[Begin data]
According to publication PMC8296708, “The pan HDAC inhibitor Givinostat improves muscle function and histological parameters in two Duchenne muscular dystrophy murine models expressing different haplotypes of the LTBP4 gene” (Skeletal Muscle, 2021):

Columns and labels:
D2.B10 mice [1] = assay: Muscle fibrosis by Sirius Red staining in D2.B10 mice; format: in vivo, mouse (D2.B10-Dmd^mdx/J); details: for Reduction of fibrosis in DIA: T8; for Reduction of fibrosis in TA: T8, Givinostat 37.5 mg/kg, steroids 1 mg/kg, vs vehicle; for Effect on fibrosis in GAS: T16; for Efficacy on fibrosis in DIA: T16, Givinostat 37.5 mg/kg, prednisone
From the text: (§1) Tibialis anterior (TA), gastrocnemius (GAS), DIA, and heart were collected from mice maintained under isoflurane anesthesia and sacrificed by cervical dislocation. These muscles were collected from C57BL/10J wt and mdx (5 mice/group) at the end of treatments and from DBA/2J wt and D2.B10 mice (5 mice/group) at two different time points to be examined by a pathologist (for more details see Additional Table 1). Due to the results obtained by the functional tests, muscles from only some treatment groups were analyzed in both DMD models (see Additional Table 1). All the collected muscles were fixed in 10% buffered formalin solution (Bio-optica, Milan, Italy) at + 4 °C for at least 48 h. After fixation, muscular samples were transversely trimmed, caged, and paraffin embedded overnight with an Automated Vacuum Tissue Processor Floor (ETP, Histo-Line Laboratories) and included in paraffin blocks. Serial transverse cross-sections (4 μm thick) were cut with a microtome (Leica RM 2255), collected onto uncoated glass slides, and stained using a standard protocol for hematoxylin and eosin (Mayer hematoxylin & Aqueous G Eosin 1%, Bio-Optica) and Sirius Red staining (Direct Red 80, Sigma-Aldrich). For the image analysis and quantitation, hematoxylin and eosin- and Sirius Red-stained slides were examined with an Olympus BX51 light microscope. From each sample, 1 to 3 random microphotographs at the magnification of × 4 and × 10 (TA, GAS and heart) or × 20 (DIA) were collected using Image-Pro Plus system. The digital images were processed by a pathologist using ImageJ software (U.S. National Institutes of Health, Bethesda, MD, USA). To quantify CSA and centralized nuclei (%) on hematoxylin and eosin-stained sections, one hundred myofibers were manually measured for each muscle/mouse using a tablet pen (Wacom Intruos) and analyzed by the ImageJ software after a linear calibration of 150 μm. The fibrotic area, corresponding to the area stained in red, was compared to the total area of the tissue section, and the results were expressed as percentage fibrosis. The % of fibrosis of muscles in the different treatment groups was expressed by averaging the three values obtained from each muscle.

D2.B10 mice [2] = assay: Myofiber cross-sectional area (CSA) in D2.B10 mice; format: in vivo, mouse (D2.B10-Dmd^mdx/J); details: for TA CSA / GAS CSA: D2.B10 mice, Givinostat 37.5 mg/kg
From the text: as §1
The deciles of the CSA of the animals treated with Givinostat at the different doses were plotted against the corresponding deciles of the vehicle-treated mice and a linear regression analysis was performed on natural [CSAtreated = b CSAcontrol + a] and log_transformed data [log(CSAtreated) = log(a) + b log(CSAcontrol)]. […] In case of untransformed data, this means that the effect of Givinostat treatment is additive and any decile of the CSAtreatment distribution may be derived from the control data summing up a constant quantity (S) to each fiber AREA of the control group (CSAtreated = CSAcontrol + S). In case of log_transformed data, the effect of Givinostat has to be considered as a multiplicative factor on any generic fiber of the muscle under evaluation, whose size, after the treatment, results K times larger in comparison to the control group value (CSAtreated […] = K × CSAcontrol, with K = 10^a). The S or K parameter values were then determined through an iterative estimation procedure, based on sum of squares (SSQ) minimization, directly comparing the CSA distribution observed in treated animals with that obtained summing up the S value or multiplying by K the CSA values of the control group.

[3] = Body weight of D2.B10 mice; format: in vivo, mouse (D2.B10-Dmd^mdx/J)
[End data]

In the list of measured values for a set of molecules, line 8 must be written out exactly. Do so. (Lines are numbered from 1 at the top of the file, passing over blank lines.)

[3] = Body weight of D2.B10 mice; format: in vivo, mouse (D2.B10-Dmd^mdx/J)